It will be interesting to see if the Messi case will have any impact in the future. Ryan Giggs is one of the fortunate ones – he wants to play for Team GB and has been granted permission by his club. But what, for example, if Wayne Rooney wanted to play? Surely, there is an implied term in all players’ contracts that provides that they will be treated in the same manner as their teammates? You can almost picture the spirited individual who knocks on Sir Alex’s door and asks “If Giggs can play, what can’t I?” They would be well within their rights to ask the question, and challenge any decision – after all, it was the challenge of Barcelona and Werder Bremen that brought this rule to light.
And what of the player that is determined to feature at an Olympic Games at some point in their career? Suppose Ryan Giggs has the tournament of his life, finally getting the chance to show off his talents on an international platform – he heads back to Old Trafford and tells his teammates that it was the best experience of his life. Rooney, Welbeck, De Gea, Hernandez, Cleverley et al, all young enough to still be playing when the next Games come around, decide that they want to play at the Olympics and instruct their agents / lawyers / representatives to begin negotiations over a new contract – one which contains an express clause that states that if selected, the club must release them to play? Is the club going to refuse such a request, and chance an unhappy playing squad?
No such case has yet to be brought, but who knows what the future holds.
So what of Team GB? Whilst undoubtedly first team coach Stuart Pearce will have a wealth of household names at his disposal, expectant fans may see a much depleted side.
First thing to consider – Olympic Rules and Regulations provide that out of a squad of eighteen, only three players are permitted to be over the age of twenty-three. Whilst there does seem to be an excellent crop of young British players currently competing at the highest level – Gareth Bale, Kyle Walker, Alex Oxlade-Chamberlain, Aaron Ramsey, Ryan Bertrand et al) the age requirement does certainly eliminate a large proportion of Team GB’s key players.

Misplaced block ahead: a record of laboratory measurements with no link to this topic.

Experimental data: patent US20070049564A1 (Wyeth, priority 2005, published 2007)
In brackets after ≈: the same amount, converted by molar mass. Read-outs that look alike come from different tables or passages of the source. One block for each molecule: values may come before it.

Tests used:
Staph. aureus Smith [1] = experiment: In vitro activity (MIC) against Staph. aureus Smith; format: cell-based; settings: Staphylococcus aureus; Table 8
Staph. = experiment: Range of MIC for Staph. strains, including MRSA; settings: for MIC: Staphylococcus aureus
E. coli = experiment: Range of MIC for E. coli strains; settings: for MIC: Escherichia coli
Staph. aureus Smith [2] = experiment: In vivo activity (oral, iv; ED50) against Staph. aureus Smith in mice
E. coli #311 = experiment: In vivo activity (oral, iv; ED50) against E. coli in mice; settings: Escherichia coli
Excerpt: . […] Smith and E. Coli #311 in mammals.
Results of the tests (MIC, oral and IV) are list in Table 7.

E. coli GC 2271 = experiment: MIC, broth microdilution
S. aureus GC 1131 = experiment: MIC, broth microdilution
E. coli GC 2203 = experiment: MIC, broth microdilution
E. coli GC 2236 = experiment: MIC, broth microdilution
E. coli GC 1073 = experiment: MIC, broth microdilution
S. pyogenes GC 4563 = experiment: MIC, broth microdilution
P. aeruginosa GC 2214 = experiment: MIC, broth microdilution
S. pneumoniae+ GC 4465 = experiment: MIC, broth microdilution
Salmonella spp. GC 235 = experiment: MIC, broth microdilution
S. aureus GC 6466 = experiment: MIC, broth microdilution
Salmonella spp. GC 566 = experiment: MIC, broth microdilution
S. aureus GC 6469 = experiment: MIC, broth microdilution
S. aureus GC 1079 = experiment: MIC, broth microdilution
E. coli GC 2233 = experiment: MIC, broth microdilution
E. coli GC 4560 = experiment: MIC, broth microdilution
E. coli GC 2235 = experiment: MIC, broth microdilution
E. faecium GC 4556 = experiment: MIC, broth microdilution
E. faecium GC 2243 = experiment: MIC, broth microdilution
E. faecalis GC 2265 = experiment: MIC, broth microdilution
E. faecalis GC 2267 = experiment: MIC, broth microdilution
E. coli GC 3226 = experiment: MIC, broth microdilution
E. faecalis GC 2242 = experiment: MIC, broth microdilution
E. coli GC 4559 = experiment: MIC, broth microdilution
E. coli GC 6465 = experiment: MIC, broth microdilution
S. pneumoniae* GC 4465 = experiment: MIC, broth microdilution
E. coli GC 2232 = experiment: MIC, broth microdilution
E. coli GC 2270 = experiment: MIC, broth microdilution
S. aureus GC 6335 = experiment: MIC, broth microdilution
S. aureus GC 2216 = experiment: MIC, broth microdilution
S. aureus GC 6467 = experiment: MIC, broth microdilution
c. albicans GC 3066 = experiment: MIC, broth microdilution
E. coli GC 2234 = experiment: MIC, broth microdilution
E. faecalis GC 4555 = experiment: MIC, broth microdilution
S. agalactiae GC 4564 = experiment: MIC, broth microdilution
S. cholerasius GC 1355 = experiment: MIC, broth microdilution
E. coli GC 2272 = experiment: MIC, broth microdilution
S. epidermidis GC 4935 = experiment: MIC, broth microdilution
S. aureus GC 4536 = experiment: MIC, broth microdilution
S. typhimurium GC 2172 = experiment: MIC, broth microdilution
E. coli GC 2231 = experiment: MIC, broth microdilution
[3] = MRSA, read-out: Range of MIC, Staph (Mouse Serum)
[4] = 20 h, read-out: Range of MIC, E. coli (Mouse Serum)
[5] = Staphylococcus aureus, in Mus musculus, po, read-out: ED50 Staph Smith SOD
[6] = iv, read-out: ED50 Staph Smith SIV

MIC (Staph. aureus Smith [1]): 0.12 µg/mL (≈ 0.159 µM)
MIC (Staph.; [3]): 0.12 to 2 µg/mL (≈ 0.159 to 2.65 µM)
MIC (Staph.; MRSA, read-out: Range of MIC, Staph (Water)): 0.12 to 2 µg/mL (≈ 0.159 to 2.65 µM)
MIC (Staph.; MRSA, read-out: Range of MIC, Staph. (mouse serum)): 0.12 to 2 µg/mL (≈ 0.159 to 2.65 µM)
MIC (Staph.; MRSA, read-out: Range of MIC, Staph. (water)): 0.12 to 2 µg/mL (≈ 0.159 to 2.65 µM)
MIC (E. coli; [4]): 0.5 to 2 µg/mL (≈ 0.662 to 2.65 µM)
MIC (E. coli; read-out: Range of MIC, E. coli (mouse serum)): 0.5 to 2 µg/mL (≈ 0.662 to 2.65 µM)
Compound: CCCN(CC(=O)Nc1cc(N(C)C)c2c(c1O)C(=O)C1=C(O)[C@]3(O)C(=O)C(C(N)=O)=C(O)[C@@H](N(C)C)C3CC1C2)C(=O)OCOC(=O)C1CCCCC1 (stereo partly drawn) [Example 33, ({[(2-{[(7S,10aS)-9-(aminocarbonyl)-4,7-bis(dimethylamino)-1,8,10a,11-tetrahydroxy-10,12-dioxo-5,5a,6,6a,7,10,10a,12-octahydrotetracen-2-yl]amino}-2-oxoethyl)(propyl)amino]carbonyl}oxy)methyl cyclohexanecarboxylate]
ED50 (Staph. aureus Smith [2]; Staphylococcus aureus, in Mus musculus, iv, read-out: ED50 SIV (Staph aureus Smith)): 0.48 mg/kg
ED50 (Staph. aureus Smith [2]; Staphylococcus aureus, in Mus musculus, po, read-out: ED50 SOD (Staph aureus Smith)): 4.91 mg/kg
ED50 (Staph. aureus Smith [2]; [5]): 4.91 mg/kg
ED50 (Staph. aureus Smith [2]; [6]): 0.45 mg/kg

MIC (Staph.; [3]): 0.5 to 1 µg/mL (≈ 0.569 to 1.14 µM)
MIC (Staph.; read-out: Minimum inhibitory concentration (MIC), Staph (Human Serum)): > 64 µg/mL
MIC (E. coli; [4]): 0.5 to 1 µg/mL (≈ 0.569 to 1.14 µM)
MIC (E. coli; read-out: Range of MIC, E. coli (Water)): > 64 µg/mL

Having publicly expressed their desire to feature, it would be a safe bet to suggest that two of the three will be Ryan Giggs and David Beckham, so that only leaves room for one more senior, more established player.
Second thing to consider – The Messi/Rafinha/Diego ruling. In short, if managers don’t want to release their players, they don’t have to. Bye, bye Manchester United players.
The final thing to consider – Euro 2012, which is due to start in June. Are managers going to happily release their best players to their respective Olympic sides having just played a full domestic season, and an international tournament, where player release is mandatory? Or are they going to exercise their right to rebuff any approach? My prediction would most certainly be the latter.
Fear not though fellow spectators, for there is a massive positive to this predicament. Once the big names have shown what they can do, or perhaps more accurately what they can’t do, at Euro 2012, a chance will open up for those who have not yet had the chance to show what they can do at the highest international level. Bar the three over twenty-three players, which will possibly include Ryan Giggs and David Beckham, there are younger, fresher players eager to show their capabilities on a global scale. Argentina gave such a chance to these youngsters in Beijing. They reaped the rewards then, and are in a very good position to do so in the future.
Argentina 2008 Olympic Squad:
Oscar Ustari and Sergio Romero.
Pablo Zabaleta, Ezequiel Garay, Federico Fazio, Nicolas Burdisso, Luciano Monzon.
Fernando Gago, Ever Banega, Javier Mascherano, Juan Roman Riquelme, Angel Di Maria, Jose Sosa, Diego Buonanotte.
Lionel Messi, Ezequiel Lavezzi, Lautaro Acosta, Sergio Aguero.
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Sam Arnold, law student studying the LPC at the College of Law